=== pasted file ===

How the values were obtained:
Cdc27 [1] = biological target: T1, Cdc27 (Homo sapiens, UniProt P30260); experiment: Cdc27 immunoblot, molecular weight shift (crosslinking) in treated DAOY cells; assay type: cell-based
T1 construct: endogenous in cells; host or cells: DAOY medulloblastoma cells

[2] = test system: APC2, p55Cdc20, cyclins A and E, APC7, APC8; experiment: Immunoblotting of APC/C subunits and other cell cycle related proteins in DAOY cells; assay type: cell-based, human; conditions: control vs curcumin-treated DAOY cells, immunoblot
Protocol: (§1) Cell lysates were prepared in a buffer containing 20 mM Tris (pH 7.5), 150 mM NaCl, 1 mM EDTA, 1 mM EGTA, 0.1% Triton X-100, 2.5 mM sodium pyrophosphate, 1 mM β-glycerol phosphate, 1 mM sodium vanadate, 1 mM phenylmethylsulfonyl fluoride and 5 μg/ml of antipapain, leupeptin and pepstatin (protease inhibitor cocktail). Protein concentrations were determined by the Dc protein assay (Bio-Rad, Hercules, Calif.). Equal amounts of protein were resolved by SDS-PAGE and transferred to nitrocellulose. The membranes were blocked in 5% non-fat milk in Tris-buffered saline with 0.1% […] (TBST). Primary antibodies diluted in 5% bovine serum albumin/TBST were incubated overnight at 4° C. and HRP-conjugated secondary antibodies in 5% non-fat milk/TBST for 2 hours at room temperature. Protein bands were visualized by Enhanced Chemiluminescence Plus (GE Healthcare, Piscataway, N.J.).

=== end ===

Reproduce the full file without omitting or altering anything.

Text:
How the values were obtained:
Cdc27 [1] = biological target: T1, Cdc27 (Homo sapiens, UniProt P30260); experiment: Cdc27 immunoblot, molecular weight shift (crosslinking) in treated DAOY cells; assay type: cell-based
T1 construct: endogenous in cells; host or cells: DAOY medulloblastoma cells

[2] = test system: APC2, p55Cdc20, cyclins A and E, APC7, APC8; experiment: Immunoblotting of APC/C subunits and other cell cycle related proteins in DAOY cells; assay type: cell-based, human; conditions: control vs curcumin-treated DAOY cells, immunoblot
Protocol: (§1) Cell lysates were prepared in a buffer containing 20 mM Tris (pH 7.5), 150 mM NaCl, 1 mM EDTA, 1 mM EGTA, 0.1% Triton X-100, 2.5 mM sodium pyrophosphate, 1 mM β-glycerol phosphate, 1 mM sodium vanadate, 1 mM phenylmethylsulfonyl fluoride and 5 μg/ml of antipapain, leupeptin and pepstatin (protease inhibitor cocktail). Protein concentrations were determined by the Dc protein assay (Bio-Rad, Hercules, Calif.). Equal amounts of protein were resolved by SDS-PAGE and transferred to nitrocellulose. The membranes were blocked in 5% non-fat milk in Tris-buffered saline with 0.1% […] (TBST). Primary antibodies diluted in 5% bovine serum albumin/TBST were incubated overnight at 4° C. and HRP-conjugated secondary antibodies in 5% non-fat milk/TBST for 2 hours at room temperature. Protein bands were visualized by Enhanced Chemiluminescence Plus (GE Healthcare, Piscataway, N.J.).